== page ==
Choices can become overwhelming when selecting a valve for an instrumentation system. To name a few, there are; check valves, excess flow valves, needle valves, ball valves, relief valves, control valves, diaphragm and bellows valves. All of these are available in many configurations, materials, sizes and actuation types, making thousands of possible combinations.
Have you matched the valve type to its function?
Matching the required function to the valve type is the vital first step in the safe selection process. It can be detrimental for systems and end users if the correct valve is not specified. For example, if a check valve is not installed downstream of a critical pressure regulator or control valve, a burst of back pressure could cause major damage to the equipment.
Is your valve for critical environments?
Valve packing prevents the process media from escaping into the atmosphere where the valve body meets the stem. The cylindrical stem is surrounded by a packing material. Valves that require packing must be replaced or serviced regularly, however some valves last longer than others depending on the seal material and process conditions. Always ensure you correctly choose a seal material by checking the chemical compatibility with your media.
On the contrary, the “packless” diaphragm valve provides swift shut-off and rigorous actuation speeds. Usually, diaphragm valves are specified in high-purity applications in the pharmaceutical and semiconductor industries. Each valve holds a thin film plastic or metallic diaphragm ensuring a leak-tight seal.
Similarly, there is also the “packless” bellows valve. This is a great choice when an atmospheric seal is vital and access for maintenance is restricted. You would often find these valves operating in nuclear power plants. The inlet is entirely sealed by a metal bellows that moves up and down, fixed to a non-rotating stem.
Is flow control essential?
Flow control valves have a rotating handle that allows the operator to control the system flow rate. The operator can adjust the valve to accurately hold at the desired flow rate. Needle, metering and plug valves are all frequently used for reliable flow control in systems.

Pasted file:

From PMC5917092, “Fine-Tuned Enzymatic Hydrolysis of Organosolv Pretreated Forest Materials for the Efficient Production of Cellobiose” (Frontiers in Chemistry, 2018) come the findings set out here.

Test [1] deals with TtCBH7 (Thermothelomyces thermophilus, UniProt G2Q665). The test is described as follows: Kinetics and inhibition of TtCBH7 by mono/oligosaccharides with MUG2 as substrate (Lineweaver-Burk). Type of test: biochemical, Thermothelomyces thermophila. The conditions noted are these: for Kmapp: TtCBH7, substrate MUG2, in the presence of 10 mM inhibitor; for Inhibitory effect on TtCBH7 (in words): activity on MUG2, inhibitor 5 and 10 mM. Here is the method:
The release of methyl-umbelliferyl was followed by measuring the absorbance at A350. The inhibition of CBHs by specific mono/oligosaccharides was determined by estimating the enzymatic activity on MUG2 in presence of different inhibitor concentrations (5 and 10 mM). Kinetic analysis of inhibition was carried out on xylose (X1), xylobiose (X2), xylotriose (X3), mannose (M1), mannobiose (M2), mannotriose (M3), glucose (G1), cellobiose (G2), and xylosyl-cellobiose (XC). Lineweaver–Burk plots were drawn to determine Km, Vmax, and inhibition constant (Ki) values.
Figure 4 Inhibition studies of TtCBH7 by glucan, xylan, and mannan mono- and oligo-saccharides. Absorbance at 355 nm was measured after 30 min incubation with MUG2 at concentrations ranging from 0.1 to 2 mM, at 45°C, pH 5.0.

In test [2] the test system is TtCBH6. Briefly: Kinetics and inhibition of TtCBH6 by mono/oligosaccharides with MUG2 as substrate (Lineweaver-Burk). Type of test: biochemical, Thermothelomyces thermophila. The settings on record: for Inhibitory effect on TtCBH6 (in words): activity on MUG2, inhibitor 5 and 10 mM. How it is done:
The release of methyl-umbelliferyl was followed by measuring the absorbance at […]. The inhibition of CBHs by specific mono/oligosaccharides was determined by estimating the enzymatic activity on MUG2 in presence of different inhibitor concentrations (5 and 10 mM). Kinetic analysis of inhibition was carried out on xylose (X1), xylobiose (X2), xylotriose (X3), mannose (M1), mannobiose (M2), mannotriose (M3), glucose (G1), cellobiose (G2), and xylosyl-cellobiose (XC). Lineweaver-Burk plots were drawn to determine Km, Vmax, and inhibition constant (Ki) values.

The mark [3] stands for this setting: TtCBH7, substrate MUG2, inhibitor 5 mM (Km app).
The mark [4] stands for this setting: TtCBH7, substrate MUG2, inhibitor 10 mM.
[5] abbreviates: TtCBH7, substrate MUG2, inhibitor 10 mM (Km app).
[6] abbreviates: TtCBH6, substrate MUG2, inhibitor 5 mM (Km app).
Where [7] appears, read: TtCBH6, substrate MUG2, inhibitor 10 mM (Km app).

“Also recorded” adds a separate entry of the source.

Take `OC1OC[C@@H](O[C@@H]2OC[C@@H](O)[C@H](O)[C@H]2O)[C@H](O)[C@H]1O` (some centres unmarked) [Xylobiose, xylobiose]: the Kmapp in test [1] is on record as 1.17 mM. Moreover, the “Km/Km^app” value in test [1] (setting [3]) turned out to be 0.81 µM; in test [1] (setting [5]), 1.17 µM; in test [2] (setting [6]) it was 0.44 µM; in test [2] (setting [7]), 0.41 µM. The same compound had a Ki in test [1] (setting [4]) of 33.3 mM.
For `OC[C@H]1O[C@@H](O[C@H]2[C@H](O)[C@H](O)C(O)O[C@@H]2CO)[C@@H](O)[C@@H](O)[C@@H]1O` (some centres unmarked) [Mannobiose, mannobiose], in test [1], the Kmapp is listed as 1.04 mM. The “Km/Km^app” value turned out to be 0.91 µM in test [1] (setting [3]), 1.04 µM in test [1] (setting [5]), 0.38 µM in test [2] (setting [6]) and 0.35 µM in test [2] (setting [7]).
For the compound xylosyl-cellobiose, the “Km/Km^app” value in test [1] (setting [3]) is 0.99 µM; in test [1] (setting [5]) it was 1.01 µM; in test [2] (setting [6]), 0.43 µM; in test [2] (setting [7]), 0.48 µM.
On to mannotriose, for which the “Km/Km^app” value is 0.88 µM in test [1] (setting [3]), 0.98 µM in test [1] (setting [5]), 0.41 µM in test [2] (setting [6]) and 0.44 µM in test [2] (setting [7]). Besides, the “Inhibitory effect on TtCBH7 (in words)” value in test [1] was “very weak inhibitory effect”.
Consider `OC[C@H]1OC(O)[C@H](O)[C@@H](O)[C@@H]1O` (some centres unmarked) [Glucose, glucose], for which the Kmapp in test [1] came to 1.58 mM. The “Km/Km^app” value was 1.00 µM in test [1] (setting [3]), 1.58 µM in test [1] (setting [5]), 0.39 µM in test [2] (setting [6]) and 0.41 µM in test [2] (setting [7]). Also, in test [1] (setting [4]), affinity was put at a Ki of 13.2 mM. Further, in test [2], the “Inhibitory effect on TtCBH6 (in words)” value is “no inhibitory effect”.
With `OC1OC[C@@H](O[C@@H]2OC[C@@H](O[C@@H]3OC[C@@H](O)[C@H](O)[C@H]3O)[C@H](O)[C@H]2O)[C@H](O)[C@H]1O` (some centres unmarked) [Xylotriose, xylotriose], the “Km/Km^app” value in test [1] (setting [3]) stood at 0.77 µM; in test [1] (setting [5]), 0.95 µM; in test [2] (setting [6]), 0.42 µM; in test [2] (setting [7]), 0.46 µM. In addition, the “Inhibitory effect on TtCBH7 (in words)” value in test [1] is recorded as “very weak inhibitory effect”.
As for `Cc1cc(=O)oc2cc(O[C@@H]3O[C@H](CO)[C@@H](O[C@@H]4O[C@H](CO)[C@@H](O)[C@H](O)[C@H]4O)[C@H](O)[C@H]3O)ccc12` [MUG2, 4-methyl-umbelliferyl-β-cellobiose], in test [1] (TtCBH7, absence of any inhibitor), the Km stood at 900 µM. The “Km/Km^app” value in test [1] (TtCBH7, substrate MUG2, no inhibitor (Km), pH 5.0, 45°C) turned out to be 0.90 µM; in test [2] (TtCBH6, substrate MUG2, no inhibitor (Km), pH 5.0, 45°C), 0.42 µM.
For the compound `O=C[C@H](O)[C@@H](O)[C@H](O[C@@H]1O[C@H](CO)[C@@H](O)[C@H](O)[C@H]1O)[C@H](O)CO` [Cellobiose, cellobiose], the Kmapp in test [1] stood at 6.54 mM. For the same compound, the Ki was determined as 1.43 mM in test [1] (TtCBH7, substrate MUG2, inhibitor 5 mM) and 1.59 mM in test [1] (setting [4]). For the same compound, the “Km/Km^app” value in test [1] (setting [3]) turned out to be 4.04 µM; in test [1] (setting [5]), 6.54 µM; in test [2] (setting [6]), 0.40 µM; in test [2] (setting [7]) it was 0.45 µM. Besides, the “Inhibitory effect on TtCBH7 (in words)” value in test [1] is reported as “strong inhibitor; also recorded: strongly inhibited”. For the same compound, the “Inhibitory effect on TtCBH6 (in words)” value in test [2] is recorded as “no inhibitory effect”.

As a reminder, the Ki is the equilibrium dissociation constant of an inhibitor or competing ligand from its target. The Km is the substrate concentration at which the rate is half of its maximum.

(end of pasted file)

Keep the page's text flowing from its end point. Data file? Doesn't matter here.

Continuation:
Needle valves provide exceptional flow control and leak-tight shut-off characteristics. They have a long stem and are available with a few different highly engineered stem tips, including metering, regulating and shut-off (vee type).
Our needle valves are often used for severe service in harsh oil and gas, chemical and petrochemical and power applications. Depending on construction materials and operating pressures, these can also be used for cryogenic service.
Fine metering valves should be considered for the most precise flow control. They have a thin stem that lowers through a narrow channel, making it perfect for controlling fine graduations of flow. These are typically found in laboratory environments.
Is directional control required?
Check valves or 3-way ball valves should be considered for directional control of flow. Within check valves, a spring-loaded poppet is opened by the upstream fluid force, allowing flow through. In the event of a back pressure build up (increase in downstream pressure), the reverse flow is stopped by the poppet being forced back into the seat.
In many 3-way ball valves, the media enters through a single inlet and is directed to the outlets based on the selected flow path. Common flow paths include quarter turn switching, tee flow on/off and tee flow switching.
Excess flow valves stop the uncontrolled release of expensive or hazardous media into the atmosphere in the event of downstream equipment failure. Our excess flow valves utilise magnets to operate a reed switch and can be easily adjusted to the required flow set point. Utilising magnets to operate the unit allows for a completely unimpeded right-angle flow.
Something more standard?
Quarter-turn plug valves and standard 2-way ball valves are both economically priced utility valves. Applications with either simple on/off functionality or pressure throttling commonly will use these valves.
Pressure relief valves can be found in almost any application and are used to protect sensitive equipment. These can either vent to atmosphere or be piped away safely.
Still unsure what you need?
Once the valve type has been matched to function, you are on the right path in the valve selection process. However, many details remain. If you need advice and guidance on selecting the right valve, contact us today and we’d be more than happy to help.
Alternatively, take a look at our full product range here.